The Sustainability Movement
Climate Protection Strategy: Beyond Business-as-Usual
Late in 2010, the global climate coalition 1Sky asked a group of climate leaders to address the question: What is needed over the coming few years if we hope to achieve reductions in carbon emissions at the necessary level?
2010 had been a rough year for those struggling to address the climate crisis. The long-anticipated Copenhagen climate change summit broke down in wrangling and discord. The US Congress abandoned efforts to pass climate legislation. A well-financed effort to deny global warming and block any restriction on fossil fuels seemed to be developing a powerful popular base.
Meanwhile, scientists reported that global temperatures in the 2010 climate year were the hottest since records began a century ago. An ice sheet four times the size of Manhattan broke off the Arctic ice pack. Los Angeles saw its hottest day in history. Continue Reading…
Fighting Doom: The New Politics of Climate Change
I am not an environmentalist. But all I think about these days is the climate crisis.
I admit I have arrived late to the party. Only recently have I begun to realize what others have known for decades: The climate crisis is not, at its core, an environmental issue. In fact it is not an “issue” at all; it is an existential threat to every human and community on the planet. It threatens every job, every economy in the world. It threatens the health of our children. It threatens our food and water supply. Climate change will continue to alter the world our species has known for the past three thousand years.
As an oyster farmer and longtime political activist, the effects of climate change on my life will be neither distant nor impersonal. Rising greenhouse gases and ocean temperatures may well force me to abandon my 60-acre farm within the next forty years. From France to Washington state, oystermen are already seeing massive die-offs of seed oysters and the thinning shells science has long predicted. I can see the storm clouds and they are foretelling doom. Continue Reading…
World Leaders Fiddle While the World Burns: Time for a New Climate Strategy
Obama’s climate czar Carol Browner said last week there will be no U.S. climate protection legislation before the Copenhagen conference and that she doesn’t know if a global agreement on binding cuts in greenhouse gas emissions can be made in Copenhagen. She added that she had hope for progress because the world’s top leaders recognize global warming is a problem.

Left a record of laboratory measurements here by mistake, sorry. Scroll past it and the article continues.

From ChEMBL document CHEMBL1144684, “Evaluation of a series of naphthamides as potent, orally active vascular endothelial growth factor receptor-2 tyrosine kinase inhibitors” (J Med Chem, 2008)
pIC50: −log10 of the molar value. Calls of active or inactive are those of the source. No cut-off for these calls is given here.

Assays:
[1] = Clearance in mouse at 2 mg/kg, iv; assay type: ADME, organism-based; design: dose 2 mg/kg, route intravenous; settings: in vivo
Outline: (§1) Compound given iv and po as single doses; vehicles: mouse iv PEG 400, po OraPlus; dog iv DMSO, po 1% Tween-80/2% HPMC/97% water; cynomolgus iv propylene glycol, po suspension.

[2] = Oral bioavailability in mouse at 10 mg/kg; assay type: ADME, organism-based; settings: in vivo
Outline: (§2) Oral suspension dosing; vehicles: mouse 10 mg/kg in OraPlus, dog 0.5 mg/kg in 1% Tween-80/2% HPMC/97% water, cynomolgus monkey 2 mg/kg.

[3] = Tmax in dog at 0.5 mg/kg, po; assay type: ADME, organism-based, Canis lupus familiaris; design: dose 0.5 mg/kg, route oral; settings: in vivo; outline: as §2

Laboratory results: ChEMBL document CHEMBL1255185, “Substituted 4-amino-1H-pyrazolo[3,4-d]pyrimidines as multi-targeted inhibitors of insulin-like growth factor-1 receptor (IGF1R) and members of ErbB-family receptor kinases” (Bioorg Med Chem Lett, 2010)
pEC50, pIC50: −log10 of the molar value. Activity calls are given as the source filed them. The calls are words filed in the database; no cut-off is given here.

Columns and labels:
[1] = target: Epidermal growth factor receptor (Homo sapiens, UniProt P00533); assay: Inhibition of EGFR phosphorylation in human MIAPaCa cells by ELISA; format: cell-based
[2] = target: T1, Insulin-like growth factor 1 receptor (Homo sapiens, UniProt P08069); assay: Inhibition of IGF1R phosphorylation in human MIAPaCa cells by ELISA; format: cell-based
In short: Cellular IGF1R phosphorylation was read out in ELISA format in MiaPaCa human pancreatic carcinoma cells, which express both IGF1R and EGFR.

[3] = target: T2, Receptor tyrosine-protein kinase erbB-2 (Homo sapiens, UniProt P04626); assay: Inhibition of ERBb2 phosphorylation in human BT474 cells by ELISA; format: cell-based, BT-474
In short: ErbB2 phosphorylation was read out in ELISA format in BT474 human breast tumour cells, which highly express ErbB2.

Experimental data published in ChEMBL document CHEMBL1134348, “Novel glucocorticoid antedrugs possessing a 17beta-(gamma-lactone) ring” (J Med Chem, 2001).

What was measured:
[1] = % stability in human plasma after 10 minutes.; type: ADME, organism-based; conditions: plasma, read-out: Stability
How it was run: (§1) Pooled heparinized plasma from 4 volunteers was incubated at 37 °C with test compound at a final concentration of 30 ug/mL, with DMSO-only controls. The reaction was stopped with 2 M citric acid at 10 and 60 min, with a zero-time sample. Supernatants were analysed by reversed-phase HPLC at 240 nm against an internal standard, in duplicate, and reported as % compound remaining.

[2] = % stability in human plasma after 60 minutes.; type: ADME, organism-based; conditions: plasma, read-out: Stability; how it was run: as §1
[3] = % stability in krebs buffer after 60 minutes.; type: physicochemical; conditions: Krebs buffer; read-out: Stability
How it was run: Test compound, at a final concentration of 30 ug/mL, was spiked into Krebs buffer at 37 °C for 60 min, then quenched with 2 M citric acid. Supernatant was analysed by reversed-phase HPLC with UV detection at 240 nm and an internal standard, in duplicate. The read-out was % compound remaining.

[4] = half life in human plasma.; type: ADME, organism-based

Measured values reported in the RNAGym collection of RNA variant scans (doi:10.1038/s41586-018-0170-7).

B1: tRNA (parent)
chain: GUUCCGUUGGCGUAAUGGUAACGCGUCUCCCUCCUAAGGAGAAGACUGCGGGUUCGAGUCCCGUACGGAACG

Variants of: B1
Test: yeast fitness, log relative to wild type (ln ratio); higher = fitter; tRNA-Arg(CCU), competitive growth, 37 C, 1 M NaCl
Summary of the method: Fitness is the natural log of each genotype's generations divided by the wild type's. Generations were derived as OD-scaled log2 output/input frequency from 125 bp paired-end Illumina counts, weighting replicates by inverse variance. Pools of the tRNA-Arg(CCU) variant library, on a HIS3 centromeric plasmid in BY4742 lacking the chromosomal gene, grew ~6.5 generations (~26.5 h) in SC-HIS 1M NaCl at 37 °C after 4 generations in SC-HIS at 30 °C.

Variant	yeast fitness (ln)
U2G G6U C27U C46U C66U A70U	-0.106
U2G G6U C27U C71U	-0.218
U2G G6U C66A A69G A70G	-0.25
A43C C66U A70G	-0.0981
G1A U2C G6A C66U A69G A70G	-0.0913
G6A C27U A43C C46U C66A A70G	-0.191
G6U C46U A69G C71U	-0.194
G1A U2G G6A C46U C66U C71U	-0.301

As the torturous Copenhagen negotiations and the already-inadequate U.S. climate protection legislation falter, the earth is being imperiled by a failure of its political systems. We know what needs to be done to halt global warming; we have the technology and resources to halt it; we know the consequences of not doing what we know must be done. If the “world’s top leaders” recognize that “global warming is a problem” and do nothing about it, they are part of the problem, not part of the solution. Continue Reading…
The Rise of the New Power Co-Op Movement
Breakdown at Copenhagen. Climate legislation stalled. EPA regulation of greenhouse gasses threatened. Is climate protection dead?
Maybe not. Climate protection has gone local. Political leaders may fiddle while the world burns, but grassroots groups around the country are organizing to cut greenhouse gas emissions and build a greener future for their communities. Block by block and using every tool at their disposal, groups are fighting to green schools and workplaces; setting up networks of green job training centers; installing solar water heaters in low income communities; and halting new coal-fired power plants with both political and direct action.
One of the least known but most promising examples of this “localization” of climate politics is the greening of utility co-ops to create affordable and renewable energy, green jobs, and regional green development. These efforts may well represent the beginning of a “New Power Co-Op Movement” that can help jump start the shift to a new green economy. Continue Reading…
[For more of LNS's work on building a Sustainability Movement click here.]